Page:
Guide to Filing a Creditor's Petition
Creditors Petition - Court Form (MS Word)
This document is a brief summary of the practice and procedure in presenting a creditor's petition in the Federal Circuit Court. The staff at the Court Registry cannot give legal advice or assist with the content of any document. You must still make your own enquiries and do your own assessment and legal research.
References to Legislation
1. Prior to lodging creditor's petition
Before presenting a creditors petition the applicant creditor may consider conducting a search of the National Personal Insolvency Index (NPII) to ensure the debtor has not already become a bankrupt. There is a fee for this search.
The NPII is maintained at the Insolvency and Trustee Service Australia (ITSA). The internet address is www.itsa.gov.au
If the debtor is already a bankrupt, the applicant creditor’s debt may be a debt provable in that bankruptcy. If that is the case, the debt cannot be made the basis of another creditor’s petition.
2. Presentation of a creditor’s petition
A creditors petition must be presented for filing within six months of the date of the “act of bankruptcy” (s.44(1)(c) of the Act). Refer to s.40(1) of the Act for the different “acts of bankruptcy” that a creditor can rely upon. The most common act of bankruptcy relied upon is the failure to comply with a bankruptcy notice served on the debtor (s.41(1)(g) of the Act). Refer to the Regulations for the prescribed form of the bankruptcy notice (reg.4). A copy can be downloaded from ITSA’s website.
3. Filing fee
A fee is payable for filing a creditors petition. Different amounts are payable depending on whether the applicant is an individual or a corporation.
4. Documents required (rules 4.02 & 4.04)
5. Formal requirements for documents
Rules 2.01 to 2.04 set out the formal requirements of forms in the Federal Circuit Court. In bankruptcy proceedings, the documents are headed in accordance with Form 1 as follows:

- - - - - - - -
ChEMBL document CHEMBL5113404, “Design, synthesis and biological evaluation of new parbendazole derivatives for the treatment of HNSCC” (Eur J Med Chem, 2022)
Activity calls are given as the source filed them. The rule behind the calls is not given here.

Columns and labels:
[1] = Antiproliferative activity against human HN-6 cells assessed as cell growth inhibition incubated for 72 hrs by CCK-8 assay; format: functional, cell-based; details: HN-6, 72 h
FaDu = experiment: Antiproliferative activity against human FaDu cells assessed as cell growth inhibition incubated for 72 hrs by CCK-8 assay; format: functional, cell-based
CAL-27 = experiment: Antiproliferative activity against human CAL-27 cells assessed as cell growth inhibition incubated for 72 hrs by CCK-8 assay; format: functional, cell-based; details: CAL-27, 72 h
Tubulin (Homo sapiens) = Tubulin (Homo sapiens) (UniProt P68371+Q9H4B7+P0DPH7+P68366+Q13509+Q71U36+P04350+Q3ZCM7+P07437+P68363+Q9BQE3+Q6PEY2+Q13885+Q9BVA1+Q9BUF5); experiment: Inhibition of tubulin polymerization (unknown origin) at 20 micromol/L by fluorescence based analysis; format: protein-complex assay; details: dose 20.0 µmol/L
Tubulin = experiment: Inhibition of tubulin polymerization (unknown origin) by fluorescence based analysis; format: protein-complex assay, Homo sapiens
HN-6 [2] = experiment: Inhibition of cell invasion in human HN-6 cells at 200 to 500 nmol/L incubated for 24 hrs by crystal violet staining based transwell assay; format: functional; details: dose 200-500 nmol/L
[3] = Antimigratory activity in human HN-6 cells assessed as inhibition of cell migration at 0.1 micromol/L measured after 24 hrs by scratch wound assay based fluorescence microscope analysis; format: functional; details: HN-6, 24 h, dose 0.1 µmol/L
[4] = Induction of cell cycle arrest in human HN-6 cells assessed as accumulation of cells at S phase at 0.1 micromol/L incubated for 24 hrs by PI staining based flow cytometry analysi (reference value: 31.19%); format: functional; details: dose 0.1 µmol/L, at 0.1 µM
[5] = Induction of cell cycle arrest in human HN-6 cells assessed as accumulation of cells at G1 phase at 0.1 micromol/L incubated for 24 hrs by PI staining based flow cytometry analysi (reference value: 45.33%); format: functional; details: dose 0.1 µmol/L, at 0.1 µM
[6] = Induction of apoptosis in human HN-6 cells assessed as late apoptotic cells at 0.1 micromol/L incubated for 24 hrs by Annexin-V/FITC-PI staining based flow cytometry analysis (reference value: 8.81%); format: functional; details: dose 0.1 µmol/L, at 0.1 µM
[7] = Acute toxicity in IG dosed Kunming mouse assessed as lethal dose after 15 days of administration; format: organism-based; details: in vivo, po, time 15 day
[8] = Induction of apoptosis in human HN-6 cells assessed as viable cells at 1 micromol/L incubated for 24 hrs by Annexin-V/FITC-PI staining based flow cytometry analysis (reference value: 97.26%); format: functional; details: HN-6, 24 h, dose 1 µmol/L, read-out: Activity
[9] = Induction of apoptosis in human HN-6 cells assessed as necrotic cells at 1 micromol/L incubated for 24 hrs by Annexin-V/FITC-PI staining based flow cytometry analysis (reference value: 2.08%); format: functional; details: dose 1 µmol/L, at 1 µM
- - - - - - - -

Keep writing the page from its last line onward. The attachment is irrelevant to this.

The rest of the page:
Rules 15.25 to 15.28 of the Federal Circuit Court Rules 2011 set out the formal requirements for affidavits filed in the Court. Section 59 of the Federal Circuit Court of Australia Act 1999 sets out the requirements for swearing of affidavits.
A document prepared by a party for use in the Court shall have a horizontal line drawn at the foot of the first page below which shall be shown the party on whose behalf the document is filed, and the address, telephone number and facsimile number of the party or their legal representative.
7. Copies of documents
All copies of the petition and the verifying affidavits must be clear and legible. Any alterations in the original documents must be initialled by the person executing or swearing that document and the person who witnessed the execution or swearing (if applicable).
Extra copies of the petition and verifying affidavits will need to be prepared and presented for filing with the original documents. Two copies of each of the documents per respondent debtor are required. The copies will be returned to the applicant for service and proof of service purposes .
8. Creditors petition and affidavit verifying paragraphs 1, 2 & 3 of petition (s.47(1) & rule 4.02)
The creditors petition should be in Form 6 and be executed by either the applicant or by the applicant’s authorised agent or lawyer.
The affidavit verifying the petition pursuant to s.47(1) of the Act and rule 4.02 should be sworn by a person who knows the relevant facts and should refer to the creditor’s petition it verifies. The affidavit may be accordance with the affidavit set out in Part 2 of Form 6, or may be a separate document. If it is a separate document, a copy of the creditor’s petition must be attached to the affidavit.
Before presenting the creditors petition ensure it is dated and signed and that the affidavit verifying it does not pre-date the date the petition was executed.